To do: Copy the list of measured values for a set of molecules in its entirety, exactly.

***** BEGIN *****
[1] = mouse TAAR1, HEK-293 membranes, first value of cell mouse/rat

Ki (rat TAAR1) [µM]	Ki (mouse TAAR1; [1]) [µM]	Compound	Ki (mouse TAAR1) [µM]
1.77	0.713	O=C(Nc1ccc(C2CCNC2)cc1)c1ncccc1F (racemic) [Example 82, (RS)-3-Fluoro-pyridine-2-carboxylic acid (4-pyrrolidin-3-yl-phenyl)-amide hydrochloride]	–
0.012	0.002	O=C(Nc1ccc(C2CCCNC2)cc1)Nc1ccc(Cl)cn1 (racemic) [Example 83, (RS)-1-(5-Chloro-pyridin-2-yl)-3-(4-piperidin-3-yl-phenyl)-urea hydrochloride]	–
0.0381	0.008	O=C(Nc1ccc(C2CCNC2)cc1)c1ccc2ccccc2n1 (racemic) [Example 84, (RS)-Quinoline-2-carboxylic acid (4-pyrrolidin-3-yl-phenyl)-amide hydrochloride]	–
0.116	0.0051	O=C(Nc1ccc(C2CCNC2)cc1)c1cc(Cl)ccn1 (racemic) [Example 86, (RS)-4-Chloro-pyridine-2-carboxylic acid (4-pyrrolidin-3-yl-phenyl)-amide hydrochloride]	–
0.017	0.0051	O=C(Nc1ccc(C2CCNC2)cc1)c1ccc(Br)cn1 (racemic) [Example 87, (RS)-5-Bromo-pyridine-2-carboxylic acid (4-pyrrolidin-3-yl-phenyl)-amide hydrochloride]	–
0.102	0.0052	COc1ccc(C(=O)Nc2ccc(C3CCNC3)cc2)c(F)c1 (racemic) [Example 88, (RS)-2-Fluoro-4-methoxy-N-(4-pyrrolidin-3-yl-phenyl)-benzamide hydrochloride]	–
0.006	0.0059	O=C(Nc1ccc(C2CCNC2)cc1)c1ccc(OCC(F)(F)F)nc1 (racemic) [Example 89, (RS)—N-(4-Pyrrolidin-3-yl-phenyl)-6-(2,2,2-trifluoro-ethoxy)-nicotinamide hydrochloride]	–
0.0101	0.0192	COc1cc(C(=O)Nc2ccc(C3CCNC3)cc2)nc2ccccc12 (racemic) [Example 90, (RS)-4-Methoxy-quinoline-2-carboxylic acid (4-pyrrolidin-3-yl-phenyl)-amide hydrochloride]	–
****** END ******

[1] = mouse TAAR1, HEK-293 membranes, first value of cell mouse/rat

Ki (rat TAAR1) [µM]	Ki (mouse TAAR1; [1]) [µM]	Compound	Ki (mouse TAAR1) [µM]
1.77	0.713	O=C(Nc1ccc(C2CCNC2)cc1)c1ncccc1F (racemic) [Example 82, (RS)-3-Fluoro-pyridine-2-carboxylic acid (4-pyrrolidin-3-yl-phenyl)-amide hydrochloride]	–
0.012	0.002	O=C(Nc1ccc(C2CCCNC2)cc1)Nc1ccc(Cl)cn1 (racemic) [Example 83, (RS)-1-(5-Chloro-pyridin-2-yl)-3-(4-piperidin-3-yl-phenyl)-urea hydrochloride]	–
0.0381	0.008	O=C(Nc1ccc(C2CCNC2)cc1)c1ccc2ccccc2n1 (racemic) [Example 84, (RS)-Quinoline-2-carboxylic acid (4-pyrrolidin-3-yl-phenyl)-amide hydrochloride]	–
0.116	0.0051	O=C(Nc1ccc(C2CCNC2)cc1)c1cc(Cl)ccn1 (racemic) [Example 86, (RS)-4-Chloro-pyridine-2-carboxylic acid (4-pyrrolidin-3-yl-phenyl)-amide hydrochloride]	–
0.017	0.0051	O=C(Nc1ccc(C2CCNC2)cc1)c1ccc(Br)cn1 (racemic) [Example 87, (RS)-5-Bromo-pyridine-2-carboxylic acid (4-pyrrolidin-3-yl-phenyl)-amide hydrochloride]	–
0.102	0.0052	COc1ccc(C(=O)Nc2ccc(C3CCNC3)cc2)c(F)c1 (racemic) [Example 88, (RS)-2-Fluoro-4-methoxy-N-(4-pyrrolidin-3-yl-phenyl)-benzamide hydrochloride]	–
0.006	0.0059	O=C(Nc1ccc(C2CCNC2)cc1)c1ccc(OCC(F)(F)F)nc1 (racemic) [Example 89, (RS)—N-(4-Pyrrolidin-3-yl-phenyl)-6-(2,2,2-trifluoro-ethoxy)-nicotinamide hydrochloride]	–
0.0101	0.0192	COc1cc(C(=O)Nc2ccc(C3CCNC3)cc2)nc2ccccc12 (racemic) [Example 90, (RS)-4-Methoxy-quinoline-2-carboxylic acid (4-pyrrolidin-3-yl-phenyl)-amide hydrochloride]	–